But the reality really hit me after completing college. I couldn’t afford to go to the university to further my education! I decided to look for a full-time job so I could save money.

I worked hard and changed jobs several times in my 20s aiming for better jobs and salaries. 

At one point, I was working for one of the Big 4 accounting firms and studying towards an accounting qualification, but I never felt enjoyment in any of the jobs and constantly felt something was lacking in my life.

As I got promoted and took on more responsibilities, I was working long hours with spent most weekends working and studying for my qualification. 

I was stressed out, exhausted, and feeling miserable from my unfulfilling job and in an abusive relationship.

My best friends were cigarettes and alcohol. I filled my sense of emptiness with cigarettes and alcohol hoping this would relieve my stress and sadness. But it never did. 

Instead, I was always exhausted and depressed.

When I finally left the Big 4 and started working in a smaller company it gave me more free time to focus on my life. I was in another abusive relationship at the time and emotionally and physically I was in a dark place.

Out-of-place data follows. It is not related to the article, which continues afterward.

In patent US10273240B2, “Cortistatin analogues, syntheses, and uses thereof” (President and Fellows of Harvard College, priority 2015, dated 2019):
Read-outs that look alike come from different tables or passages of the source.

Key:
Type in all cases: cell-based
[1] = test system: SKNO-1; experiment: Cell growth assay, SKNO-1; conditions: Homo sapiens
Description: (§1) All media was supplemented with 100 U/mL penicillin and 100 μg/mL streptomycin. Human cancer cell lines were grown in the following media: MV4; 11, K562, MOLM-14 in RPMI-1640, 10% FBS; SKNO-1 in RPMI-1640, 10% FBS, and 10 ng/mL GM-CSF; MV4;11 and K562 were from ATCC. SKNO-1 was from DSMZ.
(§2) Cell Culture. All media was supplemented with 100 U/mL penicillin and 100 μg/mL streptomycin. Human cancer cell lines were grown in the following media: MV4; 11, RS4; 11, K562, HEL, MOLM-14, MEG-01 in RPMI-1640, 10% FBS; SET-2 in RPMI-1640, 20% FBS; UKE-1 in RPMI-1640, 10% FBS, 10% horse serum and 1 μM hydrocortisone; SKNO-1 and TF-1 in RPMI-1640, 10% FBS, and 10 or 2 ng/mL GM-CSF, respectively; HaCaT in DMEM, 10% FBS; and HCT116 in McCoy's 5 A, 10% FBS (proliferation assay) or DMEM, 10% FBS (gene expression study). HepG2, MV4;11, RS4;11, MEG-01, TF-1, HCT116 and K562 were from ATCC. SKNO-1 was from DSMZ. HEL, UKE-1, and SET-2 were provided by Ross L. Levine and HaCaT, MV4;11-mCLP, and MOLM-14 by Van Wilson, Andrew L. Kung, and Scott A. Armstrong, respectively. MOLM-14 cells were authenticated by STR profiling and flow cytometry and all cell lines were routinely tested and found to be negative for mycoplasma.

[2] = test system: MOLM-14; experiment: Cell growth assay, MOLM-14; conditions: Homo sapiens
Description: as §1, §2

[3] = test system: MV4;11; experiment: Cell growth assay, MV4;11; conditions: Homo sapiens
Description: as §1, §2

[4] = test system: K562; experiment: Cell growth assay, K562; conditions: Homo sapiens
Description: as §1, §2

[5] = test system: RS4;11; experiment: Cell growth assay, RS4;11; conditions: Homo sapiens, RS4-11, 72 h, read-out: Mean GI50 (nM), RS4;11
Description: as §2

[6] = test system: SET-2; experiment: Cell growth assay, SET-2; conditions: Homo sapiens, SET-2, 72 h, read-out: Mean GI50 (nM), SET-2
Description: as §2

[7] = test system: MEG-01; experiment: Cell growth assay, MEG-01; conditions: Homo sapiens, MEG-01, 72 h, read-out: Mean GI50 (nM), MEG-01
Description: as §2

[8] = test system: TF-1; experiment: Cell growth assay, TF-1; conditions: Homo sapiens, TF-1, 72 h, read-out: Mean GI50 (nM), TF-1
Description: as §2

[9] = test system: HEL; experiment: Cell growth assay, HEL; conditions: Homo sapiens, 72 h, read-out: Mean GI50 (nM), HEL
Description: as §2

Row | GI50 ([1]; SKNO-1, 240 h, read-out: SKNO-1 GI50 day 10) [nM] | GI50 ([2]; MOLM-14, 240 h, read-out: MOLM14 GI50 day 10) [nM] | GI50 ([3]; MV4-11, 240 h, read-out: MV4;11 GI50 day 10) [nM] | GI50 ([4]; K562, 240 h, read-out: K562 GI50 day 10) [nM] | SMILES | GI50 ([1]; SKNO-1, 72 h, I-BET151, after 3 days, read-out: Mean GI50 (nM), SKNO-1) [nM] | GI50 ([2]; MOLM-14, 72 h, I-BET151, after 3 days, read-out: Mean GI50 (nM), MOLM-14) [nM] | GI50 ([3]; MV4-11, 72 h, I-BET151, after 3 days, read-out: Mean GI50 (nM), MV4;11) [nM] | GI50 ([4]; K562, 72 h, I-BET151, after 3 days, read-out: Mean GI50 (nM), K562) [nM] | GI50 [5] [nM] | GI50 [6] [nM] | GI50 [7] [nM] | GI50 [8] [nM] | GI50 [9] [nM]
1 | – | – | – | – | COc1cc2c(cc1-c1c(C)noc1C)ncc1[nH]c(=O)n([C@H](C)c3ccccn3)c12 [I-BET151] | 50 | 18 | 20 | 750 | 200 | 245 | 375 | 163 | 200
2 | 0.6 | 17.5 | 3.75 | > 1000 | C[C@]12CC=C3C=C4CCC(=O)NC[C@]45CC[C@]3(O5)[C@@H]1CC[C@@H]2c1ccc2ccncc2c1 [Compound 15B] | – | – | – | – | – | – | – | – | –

I started practicing yoga regularly in my local studio and started learning about Yoga philosophy in my spare time. 

Age 30 to Present Day

In 2014, I enrolled in a 200 hours of Yoga teacher training course and everything changed.

The biggest accomplishment after completing my Yoga teacher training was to quit smoking. 

Yoga really helped me look at my life from a different perspective and showed me that I didn’t need to rely on cigarettes to feel happier in my life.

But my toxic relationship with alcohol continued. 

I was still unfulfilled with my day job and longed to leave the job to focus on my Yoga business. 

Every Thursday, I would drag my partner after work to go to a pub and have a few glasses of wine to forget the day in the office feeling unfulfilled and miserable. 

But the pattern of going to a pub after work every Thursday got interrupted by the pandemic and lockdown back in 2020.